His career peaked when he became the manager for the English national team in 2016, but he was only in the job for one game (and 67 days) due to controversial comments he made during an undercover newspaper sting.

Would we want him?

There is absolutely nothing glamorous about anything the former one-match-for-England manager brings to the table. But, if you're the type of punter who thought Ange's tactics were far too idealistic against the likes of Spain, Germany, Brazil et al, then Allardyce is the man to put your money on.

Would we even get him, anyway?

Allardyce is part of an English managing cartel who always parachute into the same circle of crisis clubs in the top tiers of English football, so it would take something sizeable to tempt him to the other end of the world (or Russia).

Harry Redknapp

He was manager of English giants Tottenham Hotspur, where he spent four successful years before being sacked in 2012, and was once a favourite to become England manager.

However, many Socceroos fans will know him as the former coach of Jordan at the time when Australia flogged them 5-1 during World Cup qualification in 2016.

Most recently, the English manager was sacked by Birmingham City after a winless run.

Would we want him?

If you love a good, crusty English geezer with a side-order of top-notch banter and extra servings of wheeling and dealing, look no further than Harry Redknapp.

Would we even get him, anyway?

Recently managed Jordan, so has a taste for international football, and has connections with the Central Coast Mariners. But his hatred for flying loose passes on the training pitch, which Australia would offer aplenty, could see him blow his top.

John Aloisi

Brisbane Roar coach John Aloisi

As a Socceroo he's best remembered for scoring the famous decisive shootout penalty against Uruguay which got Australia into the 2006 World Cup.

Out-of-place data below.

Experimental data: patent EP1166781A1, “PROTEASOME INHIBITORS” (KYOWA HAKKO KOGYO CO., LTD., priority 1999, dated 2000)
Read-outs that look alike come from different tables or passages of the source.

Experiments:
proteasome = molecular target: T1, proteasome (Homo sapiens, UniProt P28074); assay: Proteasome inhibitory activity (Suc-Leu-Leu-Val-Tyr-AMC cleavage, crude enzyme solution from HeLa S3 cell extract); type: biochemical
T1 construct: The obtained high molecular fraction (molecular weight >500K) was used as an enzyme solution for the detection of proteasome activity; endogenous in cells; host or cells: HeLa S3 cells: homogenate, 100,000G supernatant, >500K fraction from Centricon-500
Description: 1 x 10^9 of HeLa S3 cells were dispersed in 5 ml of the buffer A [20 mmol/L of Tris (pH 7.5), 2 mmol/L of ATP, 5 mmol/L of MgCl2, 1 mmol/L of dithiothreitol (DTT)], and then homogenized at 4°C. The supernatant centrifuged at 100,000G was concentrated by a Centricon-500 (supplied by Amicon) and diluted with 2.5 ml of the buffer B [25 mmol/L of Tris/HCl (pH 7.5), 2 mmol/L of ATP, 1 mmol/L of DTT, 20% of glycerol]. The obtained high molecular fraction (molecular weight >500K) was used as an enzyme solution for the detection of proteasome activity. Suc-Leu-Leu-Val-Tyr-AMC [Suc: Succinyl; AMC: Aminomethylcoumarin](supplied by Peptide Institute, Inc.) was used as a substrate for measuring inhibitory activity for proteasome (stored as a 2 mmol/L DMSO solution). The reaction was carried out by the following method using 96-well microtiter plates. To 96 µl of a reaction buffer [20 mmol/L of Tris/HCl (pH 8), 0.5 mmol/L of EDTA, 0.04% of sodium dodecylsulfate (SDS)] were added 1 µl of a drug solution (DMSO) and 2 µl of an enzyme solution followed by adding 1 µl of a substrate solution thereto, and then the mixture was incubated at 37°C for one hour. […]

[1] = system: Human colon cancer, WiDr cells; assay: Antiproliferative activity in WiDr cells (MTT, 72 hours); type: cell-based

He also played in the Premier League, La Liga and Serie A, as well as the A-League.

His coaching career got off to a poor start in 2012 with Melbourne City (then Melbourne Heart), but since 2015 he's experienced some success with Brisbane Roar, who have twice reached the semi-finals under his leadership.

Would we want him?

If Simon Hill's "YEEEEEAAAAAARRRRSSSSSS" over the commentary waves doesn't get you going, then Uruguay-conquering Aloisi maybe isn't the man for you.

Has done OK at the struggling Brisbane Roar, but is far down the pecking order behind Arnold, Popovic and even Kevin Muscat.

Would we even get him, anyway?

Things are pretty grim at the Roar, so any chance to jump a sinking ship to manage at a World Cup would be sorely tempting.

Tony Pulis

Pulis is yet another English manager who might be available — in his case, after being sacked as West Bromwich Albion coach just days ago.

Would we want him?

Like Allardyce, the baseball-cap-wearing Welshman isn't fond of that namby-pamby pretty football, preferring a physical contest and letting the opposition know his players are up for a scuffle.

If you're a masochist who revels in the idea of the Socceroos imitating a rugby team, Pulis is your guy.

Would we even get him, anyway?

Having recently been sacked by West Bromwich Albion, he'd probably be up for an international gig. But there will most likely be some English club offering him a decent pay packet at some stage this season.

Let's